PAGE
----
In a country like India with a large population and rich cultural heritage, how does one picture a School where this co-existence and diversity permeates into a way of life?
This constant question is what slowly started to take form into a design proposal. Looking back, the ancient educational system in India included spaces for active public interaction leading to layers of interconnected gain which in turn formed a sense of ownership within the community. It incorporated spaces such as open arenas, cultivation lands, and collaborative workshops that could be utilized for the needs of the immediate community around the GURUKUL.
Taking advantage of the given site the blocks are planned along an east-west axis with maximum light gain from north and east facades. As explained in the design development diagraming, the open spaces between alternate rooms are designed for the practice of raised cultivation and urban farming while also serving as outdoor learning and gathering areas. The produce from this practice would be utilized for school needs and further for a fresh Vegetable store that helps schools produce revenue while promoting learning and engagement within the neighbourhood. The architecture of the school acts as an active tool that extends to work directly with the community to build essential life skills drawing inspiration from sustainable essential lessons of ancient India. The use of local material techniques such as Earth wall construction and reviving the Ahar-Pyne system (water harvesting systems of Bihar) acts as a structural ideological base to the design.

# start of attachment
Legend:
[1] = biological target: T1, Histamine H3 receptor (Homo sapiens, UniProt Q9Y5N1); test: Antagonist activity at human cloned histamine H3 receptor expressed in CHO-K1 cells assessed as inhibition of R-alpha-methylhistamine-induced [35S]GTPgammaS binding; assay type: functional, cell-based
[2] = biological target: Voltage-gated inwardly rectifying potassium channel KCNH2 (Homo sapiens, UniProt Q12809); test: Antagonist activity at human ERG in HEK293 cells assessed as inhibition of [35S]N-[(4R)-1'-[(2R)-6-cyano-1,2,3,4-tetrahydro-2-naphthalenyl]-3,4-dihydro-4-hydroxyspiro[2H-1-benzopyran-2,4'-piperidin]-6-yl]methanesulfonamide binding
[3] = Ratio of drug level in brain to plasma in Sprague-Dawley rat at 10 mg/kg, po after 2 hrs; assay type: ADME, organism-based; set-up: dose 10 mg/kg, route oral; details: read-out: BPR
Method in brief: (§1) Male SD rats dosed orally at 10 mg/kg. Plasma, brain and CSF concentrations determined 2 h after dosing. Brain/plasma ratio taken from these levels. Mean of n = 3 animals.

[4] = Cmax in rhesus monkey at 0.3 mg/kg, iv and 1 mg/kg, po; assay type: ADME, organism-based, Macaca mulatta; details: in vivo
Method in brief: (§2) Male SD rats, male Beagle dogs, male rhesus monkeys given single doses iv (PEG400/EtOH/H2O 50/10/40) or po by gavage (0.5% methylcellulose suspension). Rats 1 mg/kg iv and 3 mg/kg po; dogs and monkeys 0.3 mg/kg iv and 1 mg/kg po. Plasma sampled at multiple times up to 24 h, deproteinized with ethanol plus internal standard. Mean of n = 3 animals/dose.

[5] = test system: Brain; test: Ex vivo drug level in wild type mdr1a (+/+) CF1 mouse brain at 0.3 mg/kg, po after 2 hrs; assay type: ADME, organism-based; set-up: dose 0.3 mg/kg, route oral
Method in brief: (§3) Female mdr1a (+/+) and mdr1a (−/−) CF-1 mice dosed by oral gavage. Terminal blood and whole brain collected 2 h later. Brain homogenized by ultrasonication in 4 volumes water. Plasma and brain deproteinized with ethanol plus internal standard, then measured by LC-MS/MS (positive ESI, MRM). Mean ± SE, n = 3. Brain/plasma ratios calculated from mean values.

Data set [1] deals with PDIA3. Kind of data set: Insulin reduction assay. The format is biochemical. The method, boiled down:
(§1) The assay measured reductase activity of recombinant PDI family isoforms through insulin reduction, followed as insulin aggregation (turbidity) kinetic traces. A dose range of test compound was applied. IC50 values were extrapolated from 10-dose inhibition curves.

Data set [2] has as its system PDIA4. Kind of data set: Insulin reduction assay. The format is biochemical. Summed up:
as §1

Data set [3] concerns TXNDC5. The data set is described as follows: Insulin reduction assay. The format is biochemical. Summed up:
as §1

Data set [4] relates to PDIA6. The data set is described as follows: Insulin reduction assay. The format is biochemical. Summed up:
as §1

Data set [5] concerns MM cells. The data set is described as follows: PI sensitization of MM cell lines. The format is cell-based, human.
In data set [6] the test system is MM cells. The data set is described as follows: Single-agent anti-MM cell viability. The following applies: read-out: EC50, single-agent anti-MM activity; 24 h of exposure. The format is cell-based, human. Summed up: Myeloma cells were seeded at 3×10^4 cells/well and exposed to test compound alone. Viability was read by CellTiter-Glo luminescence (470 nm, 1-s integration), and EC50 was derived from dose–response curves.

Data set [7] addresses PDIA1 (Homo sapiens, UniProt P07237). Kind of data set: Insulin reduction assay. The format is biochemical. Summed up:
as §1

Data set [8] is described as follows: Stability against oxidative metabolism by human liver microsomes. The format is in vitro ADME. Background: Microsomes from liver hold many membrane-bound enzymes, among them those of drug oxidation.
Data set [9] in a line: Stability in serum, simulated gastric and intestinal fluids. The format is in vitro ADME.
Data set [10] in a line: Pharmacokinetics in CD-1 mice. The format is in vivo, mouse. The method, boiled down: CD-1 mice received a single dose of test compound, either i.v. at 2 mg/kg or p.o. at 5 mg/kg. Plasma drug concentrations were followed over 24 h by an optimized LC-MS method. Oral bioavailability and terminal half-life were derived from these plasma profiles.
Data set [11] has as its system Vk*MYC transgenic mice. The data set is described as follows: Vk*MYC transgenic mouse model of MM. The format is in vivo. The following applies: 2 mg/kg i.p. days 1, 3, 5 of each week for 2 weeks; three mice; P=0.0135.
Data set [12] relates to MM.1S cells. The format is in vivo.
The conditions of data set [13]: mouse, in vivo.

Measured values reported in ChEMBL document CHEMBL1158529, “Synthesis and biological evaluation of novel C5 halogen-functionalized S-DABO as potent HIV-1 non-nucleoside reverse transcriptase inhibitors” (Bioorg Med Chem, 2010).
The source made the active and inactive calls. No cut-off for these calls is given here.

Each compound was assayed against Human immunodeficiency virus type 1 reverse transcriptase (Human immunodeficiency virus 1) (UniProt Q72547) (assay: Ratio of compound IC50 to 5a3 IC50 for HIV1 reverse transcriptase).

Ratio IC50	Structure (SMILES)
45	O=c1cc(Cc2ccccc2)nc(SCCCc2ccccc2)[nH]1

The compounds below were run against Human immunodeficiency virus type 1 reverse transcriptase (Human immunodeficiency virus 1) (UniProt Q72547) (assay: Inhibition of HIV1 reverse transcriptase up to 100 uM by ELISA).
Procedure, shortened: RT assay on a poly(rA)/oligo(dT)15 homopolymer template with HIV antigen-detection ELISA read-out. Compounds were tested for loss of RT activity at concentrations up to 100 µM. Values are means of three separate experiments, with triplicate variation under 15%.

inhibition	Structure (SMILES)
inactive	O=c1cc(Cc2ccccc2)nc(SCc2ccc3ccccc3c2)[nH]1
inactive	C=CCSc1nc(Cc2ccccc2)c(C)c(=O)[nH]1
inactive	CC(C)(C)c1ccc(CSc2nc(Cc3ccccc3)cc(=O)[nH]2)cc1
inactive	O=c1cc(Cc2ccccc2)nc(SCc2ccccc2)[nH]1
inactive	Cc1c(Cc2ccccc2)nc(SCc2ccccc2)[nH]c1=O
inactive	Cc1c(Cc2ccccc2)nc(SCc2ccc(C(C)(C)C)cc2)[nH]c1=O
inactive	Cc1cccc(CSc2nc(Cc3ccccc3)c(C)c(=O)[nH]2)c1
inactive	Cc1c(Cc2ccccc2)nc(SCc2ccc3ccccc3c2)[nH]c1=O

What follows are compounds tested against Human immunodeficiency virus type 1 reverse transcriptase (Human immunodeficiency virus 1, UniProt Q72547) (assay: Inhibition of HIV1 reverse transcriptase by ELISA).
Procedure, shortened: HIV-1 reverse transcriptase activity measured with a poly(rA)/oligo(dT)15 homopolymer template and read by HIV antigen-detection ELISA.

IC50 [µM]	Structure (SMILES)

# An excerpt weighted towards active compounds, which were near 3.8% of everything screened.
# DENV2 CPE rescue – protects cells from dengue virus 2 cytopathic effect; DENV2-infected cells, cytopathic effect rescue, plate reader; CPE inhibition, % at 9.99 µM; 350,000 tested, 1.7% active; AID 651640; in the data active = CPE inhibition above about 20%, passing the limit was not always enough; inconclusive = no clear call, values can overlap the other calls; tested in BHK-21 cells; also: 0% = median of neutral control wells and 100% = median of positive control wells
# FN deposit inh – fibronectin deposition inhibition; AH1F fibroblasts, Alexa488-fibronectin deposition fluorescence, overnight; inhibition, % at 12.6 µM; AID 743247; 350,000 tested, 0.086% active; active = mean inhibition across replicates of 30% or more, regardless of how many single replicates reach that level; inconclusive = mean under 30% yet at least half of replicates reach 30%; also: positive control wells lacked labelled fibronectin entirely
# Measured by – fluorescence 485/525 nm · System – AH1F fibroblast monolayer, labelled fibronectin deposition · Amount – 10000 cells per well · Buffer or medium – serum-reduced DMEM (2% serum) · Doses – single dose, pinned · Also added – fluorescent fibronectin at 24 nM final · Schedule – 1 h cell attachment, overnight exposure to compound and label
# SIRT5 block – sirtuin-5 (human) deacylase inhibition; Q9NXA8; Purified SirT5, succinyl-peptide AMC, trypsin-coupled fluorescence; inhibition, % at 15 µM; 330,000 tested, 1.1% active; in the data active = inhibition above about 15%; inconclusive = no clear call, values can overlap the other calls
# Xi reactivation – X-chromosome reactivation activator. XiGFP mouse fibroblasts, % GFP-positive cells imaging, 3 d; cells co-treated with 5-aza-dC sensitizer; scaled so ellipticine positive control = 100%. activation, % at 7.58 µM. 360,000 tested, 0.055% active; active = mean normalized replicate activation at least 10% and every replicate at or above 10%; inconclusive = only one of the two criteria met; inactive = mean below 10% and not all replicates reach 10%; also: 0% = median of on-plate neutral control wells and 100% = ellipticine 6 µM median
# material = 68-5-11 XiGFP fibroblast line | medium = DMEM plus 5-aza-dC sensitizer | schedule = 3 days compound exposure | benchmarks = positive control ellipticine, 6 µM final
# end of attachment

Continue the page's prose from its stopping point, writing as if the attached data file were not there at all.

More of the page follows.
Learning areas are oriented East-West to take maximum advantage of Light and ventilation along North Facades. Supporting amenities are zoned to create an intimate central public space that is capable of transforming into space for multiple activities and a green buffer zone on the south is established. The architecture of the school allows one to run through or across blocks and classes without restriction to promote the idea of observatory learning.
A repetitive combination of alternate open and closed spaces along the double-loaded corridor allows the maximum amount of light and free flow of air current through the buildings. The central sunken plaza evokes an inbuilt memory of a city along river banks with its active undulating skyline of vibrant spaces.
the attendance: reconfiguring government schools in india (diverse horizons) | typology: institutional | date: december 2020 | location: patna, india | team: ashish dalal, pratibha christy | international design competition: first prize | client: archmello | built-up area: 11,046 sq.mts. |